Songbird nesting sites have decreased due to disruption of woodland and savannah habitat. Creating nesting boxes for songbirds in vineyards provides habitat for native birds, such as the Western Bluebird, as well as providing a biocontrol for insect pests on vineyards. Western Bluebird abundance increased by a factor of nine in nest box treatments throughout the breeding season. Additionally, there was a significant decrease in larvae both immediately adjacent to occupied nest boxes (average 83% larvae removal) and at randomly selected points (average 58% larvae removal) throughout the nest box treatments of the vineyard. Overall, conservation looks like a win-win scenario for wine grape growers.
Julie Jedlicka and David Koball share post-project perspectives
Project investigator Julie Jedlicka hand-built the 200 or so nest boxes that were installed at Fetzer Vineyards for this project. She said what was most gratifying was the response of the birds once the boxes were set in place.
“I guess what I was most overwhelmed and excited about was the response the birds had to putting up the boxes,” Jedlicka says. “It felt good to be able to provide the grower with this resource.”
Overall, 54% occupancy rates were achieved in the 2008 breeding season which began only four months after the nest boxes were placed in the vineyards. As a "thank you" to Fetzer Vineyards for their cooperation in this project, Jedlicka has donated the boxes for their continued use in the vineyard.
Jedlicka continues to investigate ways to evaluate the birds’ pest management effect in the field, in particular using new methods to evaluate bird fecal samples to identify what birds are eating. Jedlicka is working with a lab at UC-Berkeley to molecularly identify insect remains in bird fecal samples through DNA extraction. This method more accurately identifies which insects birds have eaten than is possible solely through a visual identification. Jedlicka notes that visual identification of fecal samples is biased by what the researcher can actually see, which can be limited and vary among insect species. “This is a really new field. I’ve looked through the literature and very few biological studies are using this extraction method,” says Jedlicka, who also says she hopes to continue DNA extraction work in her post doctoral studies.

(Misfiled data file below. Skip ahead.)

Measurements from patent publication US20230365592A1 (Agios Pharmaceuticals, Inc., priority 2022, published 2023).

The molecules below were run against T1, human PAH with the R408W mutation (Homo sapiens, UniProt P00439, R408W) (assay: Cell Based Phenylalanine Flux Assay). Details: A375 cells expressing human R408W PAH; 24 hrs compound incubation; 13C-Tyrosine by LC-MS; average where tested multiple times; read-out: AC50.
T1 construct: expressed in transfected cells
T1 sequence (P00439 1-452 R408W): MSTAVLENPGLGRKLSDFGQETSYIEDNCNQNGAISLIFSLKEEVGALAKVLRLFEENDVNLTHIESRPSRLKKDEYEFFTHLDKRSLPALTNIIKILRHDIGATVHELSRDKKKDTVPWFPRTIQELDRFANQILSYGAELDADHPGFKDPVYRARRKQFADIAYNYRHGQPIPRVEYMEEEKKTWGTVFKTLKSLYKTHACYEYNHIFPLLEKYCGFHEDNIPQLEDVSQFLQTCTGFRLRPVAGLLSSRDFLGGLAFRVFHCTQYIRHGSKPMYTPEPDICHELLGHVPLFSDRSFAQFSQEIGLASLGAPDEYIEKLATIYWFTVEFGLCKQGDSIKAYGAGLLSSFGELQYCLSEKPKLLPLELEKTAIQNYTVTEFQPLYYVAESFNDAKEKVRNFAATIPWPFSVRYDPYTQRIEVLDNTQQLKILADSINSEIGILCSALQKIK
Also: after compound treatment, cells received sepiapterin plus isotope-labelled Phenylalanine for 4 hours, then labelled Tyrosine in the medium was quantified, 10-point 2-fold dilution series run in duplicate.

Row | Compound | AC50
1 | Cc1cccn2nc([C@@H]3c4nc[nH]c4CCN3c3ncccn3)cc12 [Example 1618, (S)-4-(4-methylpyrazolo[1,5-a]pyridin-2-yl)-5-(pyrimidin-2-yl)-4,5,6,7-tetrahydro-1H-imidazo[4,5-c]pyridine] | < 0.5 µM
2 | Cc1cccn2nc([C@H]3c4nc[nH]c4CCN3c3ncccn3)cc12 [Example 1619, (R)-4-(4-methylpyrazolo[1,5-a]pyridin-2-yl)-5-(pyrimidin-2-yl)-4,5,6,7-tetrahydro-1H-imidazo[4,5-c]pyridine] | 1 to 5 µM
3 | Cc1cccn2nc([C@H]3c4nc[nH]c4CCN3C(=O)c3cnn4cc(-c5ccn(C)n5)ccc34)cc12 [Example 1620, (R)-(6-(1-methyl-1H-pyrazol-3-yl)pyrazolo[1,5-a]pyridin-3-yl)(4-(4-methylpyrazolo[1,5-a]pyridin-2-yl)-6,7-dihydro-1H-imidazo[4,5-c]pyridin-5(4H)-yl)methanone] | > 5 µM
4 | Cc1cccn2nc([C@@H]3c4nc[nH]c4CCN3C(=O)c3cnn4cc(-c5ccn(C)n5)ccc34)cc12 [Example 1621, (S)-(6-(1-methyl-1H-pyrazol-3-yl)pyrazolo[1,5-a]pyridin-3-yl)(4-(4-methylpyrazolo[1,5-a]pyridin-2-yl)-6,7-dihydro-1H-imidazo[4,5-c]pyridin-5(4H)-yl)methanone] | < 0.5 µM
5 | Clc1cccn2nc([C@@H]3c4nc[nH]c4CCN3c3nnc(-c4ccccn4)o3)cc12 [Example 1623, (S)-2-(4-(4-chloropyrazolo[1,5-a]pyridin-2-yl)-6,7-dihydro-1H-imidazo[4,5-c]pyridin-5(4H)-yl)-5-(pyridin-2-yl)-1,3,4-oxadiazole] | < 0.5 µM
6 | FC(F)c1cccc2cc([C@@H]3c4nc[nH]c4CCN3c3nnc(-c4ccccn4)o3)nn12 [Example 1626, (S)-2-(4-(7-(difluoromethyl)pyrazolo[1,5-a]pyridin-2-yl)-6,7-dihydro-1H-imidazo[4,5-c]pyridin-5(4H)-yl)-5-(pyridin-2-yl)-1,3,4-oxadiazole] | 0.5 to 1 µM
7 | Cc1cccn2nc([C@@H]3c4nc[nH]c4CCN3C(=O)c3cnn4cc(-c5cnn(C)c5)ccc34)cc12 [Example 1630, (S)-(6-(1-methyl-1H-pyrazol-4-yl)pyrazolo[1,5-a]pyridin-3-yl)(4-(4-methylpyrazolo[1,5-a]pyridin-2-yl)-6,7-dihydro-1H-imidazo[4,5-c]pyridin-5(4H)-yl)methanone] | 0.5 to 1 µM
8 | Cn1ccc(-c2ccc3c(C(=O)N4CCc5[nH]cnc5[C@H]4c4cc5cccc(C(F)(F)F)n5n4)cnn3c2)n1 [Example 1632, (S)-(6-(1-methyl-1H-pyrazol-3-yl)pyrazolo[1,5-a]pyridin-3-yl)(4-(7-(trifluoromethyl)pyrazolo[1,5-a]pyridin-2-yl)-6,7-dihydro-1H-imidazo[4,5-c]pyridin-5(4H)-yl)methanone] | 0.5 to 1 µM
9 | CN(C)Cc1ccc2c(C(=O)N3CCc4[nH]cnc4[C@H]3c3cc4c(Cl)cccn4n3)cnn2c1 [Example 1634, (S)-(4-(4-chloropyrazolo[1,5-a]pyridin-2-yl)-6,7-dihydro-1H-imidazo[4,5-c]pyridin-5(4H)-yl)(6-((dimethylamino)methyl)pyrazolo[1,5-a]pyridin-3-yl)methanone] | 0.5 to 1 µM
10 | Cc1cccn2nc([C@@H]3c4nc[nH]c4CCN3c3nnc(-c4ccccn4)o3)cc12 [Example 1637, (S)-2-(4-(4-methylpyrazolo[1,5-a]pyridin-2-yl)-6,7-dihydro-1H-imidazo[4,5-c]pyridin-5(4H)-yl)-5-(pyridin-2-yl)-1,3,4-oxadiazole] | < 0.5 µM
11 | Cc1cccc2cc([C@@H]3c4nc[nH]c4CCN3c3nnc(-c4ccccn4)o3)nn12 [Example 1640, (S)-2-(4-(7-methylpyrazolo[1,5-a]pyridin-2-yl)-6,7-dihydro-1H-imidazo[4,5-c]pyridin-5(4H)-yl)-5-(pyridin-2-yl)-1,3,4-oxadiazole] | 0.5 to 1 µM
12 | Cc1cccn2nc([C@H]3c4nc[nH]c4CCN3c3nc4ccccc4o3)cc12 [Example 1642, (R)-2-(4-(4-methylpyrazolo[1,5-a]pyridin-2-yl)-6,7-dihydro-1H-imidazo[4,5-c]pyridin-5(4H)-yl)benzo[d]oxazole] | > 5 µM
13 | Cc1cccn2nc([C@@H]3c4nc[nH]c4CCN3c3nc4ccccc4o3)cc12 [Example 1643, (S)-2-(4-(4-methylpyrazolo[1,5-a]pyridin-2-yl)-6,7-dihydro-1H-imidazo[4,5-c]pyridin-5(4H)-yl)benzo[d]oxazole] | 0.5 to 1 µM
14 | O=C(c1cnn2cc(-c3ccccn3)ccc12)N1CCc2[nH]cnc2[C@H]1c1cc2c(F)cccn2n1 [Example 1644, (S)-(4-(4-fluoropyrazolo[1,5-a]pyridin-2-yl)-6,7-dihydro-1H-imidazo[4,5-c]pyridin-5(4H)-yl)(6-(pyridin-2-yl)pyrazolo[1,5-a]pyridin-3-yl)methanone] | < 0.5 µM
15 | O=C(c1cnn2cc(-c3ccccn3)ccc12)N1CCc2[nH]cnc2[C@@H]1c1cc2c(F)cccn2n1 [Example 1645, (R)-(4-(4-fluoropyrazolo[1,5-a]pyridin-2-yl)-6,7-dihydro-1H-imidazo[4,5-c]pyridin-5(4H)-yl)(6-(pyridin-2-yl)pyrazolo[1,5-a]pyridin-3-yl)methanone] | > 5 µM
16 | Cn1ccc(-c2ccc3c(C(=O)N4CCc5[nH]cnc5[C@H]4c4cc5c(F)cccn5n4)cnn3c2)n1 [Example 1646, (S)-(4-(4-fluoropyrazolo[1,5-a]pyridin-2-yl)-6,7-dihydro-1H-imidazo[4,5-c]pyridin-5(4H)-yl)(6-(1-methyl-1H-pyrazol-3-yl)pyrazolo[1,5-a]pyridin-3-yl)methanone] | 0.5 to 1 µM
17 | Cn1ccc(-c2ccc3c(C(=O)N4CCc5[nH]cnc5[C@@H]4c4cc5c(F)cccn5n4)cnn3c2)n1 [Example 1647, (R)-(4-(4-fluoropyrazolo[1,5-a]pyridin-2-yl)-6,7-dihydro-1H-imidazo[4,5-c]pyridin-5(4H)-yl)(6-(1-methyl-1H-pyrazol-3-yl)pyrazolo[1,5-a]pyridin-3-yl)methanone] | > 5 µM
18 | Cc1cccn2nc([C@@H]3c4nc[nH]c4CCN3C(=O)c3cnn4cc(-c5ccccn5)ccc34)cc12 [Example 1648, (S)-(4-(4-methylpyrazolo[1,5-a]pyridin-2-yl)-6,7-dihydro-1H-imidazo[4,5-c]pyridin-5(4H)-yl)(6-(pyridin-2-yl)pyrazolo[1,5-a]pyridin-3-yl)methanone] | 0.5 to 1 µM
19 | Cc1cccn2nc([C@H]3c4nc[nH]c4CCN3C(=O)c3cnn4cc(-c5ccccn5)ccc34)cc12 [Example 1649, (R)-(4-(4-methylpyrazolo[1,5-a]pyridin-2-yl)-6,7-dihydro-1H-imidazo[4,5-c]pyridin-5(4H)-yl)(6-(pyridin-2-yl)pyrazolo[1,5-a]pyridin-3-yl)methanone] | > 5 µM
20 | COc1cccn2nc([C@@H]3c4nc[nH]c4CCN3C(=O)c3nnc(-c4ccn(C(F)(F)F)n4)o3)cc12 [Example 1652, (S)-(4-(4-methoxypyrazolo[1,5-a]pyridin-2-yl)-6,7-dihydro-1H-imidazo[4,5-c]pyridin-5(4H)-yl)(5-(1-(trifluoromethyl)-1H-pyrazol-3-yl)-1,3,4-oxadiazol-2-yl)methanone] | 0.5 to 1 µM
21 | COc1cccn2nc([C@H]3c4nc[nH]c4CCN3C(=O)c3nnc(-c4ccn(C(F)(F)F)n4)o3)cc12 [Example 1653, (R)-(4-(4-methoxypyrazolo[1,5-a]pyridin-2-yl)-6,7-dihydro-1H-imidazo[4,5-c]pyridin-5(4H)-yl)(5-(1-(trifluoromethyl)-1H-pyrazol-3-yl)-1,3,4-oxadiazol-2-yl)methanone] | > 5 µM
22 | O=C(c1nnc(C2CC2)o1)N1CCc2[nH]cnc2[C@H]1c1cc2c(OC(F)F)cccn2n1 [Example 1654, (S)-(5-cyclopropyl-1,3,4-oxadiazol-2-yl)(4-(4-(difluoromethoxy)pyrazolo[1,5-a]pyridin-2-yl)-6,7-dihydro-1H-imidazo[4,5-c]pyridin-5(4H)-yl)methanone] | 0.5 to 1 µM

David Koball of Fetzer Vineyards, who worked closely with Jedlicka on the study, says he’s glad to have the nest boxes in the vineyard. “From my standpoint, there are more birds in the field,” which he says is rewarding from a conservation perspective.
However, leafhopper pressure has been high this year, and the presence of birds has not replaced the need for use of organic materials to help manage the insect pressure. Koball says he hopes that further systems research will help vineyard producers implement multiple biocontrol strategies for pest management.
“What I’d like to see is someone put it all together, so we can look at using nest boxes and cover crops and other insect habitat and be able to say something like: ‘With this density of birds, this density of minute pirate bugs and this density of green lacewings, etc., we can expect x-amount of leafhopper control in a normal year.’ Because we know it’s not about depending on one element to provide all the control we need,” says Koball.
Koball says that outside of a research project he would definitely continue to use nest boxes in organic vineyard management but is not sure he would have them at the density or in the arrangement implemented in this study, noting that they can get in the way of machinery in the field. He noted that locating nest boxes on field perimeters might be a preferred arrangement. --Erica Walz
Complete Project Review: /sites/ofrf.org/files/staff/jedlicka_08f36.pdf
Project Summary: /sites/ofrf.org/files/staff/jedlicka_08f36_summary.pdf
PLoS One, November 9th, 2011: http://www.plosone.org/article/info%3Adoi/10.1371/journal.pone.0027347